Pokemon Rumble World is a Free-to-Start iteration of Nintendo’s long running but mostly overlooked Pokemon action series. It’s a little like Dynasty Warriors in that the fun comes from demolishing hordes of simple-minded fodder on the way to slightly tougher boss battles. I was hoping this would be the Rumble game I finally got into but I ditched it even before grinding up against its microtransaction wall.

Finally is Nintendo Badge Arcade which I’ve somehow spent the most time with. It’s simply a nefarious arcade claw game that desperately wants you to pump real money into it for a chance to grab Nintendo branded trinkets. You then stick these badges on your 3DS Home screen… to look at. That’s it. I have more to say in my Dailies of 2015 post but I’ll sum it up again here: it’s so well designed that it makes you feel great even when you’re scamming it for free plays every day.

Beat Bop brings Interactive Music and Management to the Clicker Genre

I wouldn’t say I’m a fan of “clicker” games, the growing genre where you tirelessly click on things to slowly, but exponentially, increase your income until numbers in the millions are flying out of everything on screen. They’re usually too mundane for me but set one up about music with a soundtrack that changes based on your clicking speed and suddenly I’m interested. That’s the concept behind Beat Bop, a new clicker game coming to Android and iOS in August from the Australian studio, Fliptus.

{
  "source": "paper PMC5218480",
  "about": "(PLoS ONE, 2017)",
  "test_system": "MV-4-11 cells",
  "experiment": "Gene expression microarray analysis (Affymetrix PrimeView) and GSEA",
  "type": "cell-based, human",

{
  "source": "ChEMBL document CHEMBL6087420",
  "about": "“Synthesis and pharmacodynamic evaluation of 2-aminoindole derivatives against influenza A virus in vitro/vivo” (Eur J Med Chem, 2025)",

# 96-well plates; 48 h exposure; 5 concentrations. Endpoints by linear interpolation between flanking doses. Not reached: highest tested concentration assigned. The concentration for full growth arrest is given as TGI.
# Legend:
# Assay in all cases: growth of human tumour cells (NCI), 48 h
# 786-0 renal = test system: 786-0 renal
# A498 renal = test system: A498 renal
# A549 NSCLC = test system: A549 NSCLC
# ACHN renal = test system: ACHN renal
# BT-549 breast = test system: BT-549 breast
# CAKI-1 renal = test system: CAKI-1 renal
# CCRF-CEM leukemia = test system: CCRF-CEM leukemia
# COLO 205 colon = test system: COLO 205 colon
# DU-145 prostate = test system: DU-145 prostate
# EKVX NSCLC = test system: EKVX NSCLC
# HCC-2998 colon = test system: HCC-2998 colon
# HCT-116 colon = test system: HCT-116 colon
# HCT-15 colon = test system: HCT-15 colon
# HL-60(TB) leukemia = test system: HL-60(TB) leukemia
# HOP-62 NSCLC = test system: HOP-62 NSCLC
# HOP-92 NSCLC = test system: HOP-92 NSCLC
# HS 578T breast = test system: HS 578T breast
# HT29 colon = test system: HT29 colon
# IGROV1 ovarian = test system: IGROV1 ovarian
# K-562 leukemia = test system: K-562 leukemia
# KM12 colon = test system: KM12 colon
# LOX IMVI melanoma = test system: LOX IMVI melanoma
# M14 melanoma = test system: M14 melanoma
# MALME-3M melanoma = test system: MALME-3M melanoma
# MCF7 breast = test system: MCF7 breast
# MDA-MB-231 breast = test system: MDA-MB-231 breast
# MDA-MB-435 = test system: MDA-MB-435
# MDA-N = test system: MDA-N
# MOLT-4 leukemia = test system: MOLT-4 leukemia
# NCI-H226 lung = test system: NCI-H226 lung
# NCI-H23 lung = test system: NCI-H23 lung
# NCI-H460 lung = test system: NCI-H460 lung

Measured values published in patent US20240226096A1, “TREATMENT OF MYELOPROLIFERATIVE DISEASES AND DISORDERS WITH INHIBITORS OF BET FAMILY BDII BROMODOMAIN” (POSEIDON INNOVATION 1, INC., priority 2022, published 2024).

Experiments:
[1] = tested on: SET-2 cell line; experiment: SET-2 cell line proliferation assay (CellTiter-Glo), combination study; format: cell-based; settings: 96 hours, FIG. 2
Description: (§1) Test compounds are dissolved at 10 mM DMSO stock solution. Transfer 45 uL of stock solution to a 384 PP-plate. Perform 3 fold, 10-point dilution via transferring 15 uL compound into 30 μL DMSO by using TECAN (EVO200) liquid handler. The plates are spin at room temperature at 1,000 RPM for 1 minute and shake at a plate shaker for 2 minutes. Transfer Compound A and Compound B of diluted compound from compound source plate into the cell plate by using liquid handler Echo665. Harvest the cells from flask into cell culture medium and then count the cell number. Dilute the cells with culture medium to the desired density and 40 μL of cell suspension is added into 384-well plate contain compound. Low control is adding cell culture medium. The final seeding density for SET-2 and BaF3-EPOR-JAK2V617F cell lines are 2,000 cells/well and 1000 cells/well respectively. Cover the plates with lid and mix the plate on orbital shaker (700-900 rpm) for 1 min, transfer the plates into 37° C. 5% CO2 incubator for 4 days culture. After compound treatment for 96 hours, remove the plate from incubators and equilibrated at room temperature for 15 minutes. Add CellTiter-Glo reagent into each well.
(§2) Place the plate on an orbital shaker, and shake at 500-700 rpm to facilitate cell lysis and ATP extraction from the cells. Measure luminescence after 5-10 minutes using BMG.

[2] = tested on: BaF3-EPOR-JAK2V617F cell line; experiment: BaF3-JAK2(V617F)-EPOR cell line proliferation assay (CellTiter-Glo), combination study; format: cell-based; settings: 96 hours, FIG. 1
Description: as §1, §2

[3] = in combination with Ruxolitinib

In the free-to-play game you start out as a lonely, hopeful street musician plucking away on a street corner with big dreams of superstardom. As you click to collect coins you’ll soon be able to pick up new band members, buy out promotions, start selling merch, and deal with broken instruments and media scandals. Of course, there’s a huge array of costumes and gear to buy as well to customize each member of your band. All this tapping action is set to unique music that changes with each venue which evolves as you add members (and instruments) to your band.

There isn’t a lot to hear from the game just yet but the above gameplay trailer gives you a glimpse at how it will sound and play when it’s released later this month. With an interesting hook I might actually give this one a shot and at least report back on the interactive music portion.

Gawp at the Smoldering Remains of PlayStation Mobile

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If you were wondering what would happen to the PlayStation Mobile marketplace the day after its July 15th execution, all you need to do is look above. The “PlayStation Mobile” button remains on the Vita storefront (presumably until the next firmware update) but it only leads to this stripped down store page with some unceremonious text.

Thanks to everyone who developed, shopped and supported the PlayStation Mobile marketplace. It was fun and weird and probably not all that successful for anyone involved but it was great that it ever existed.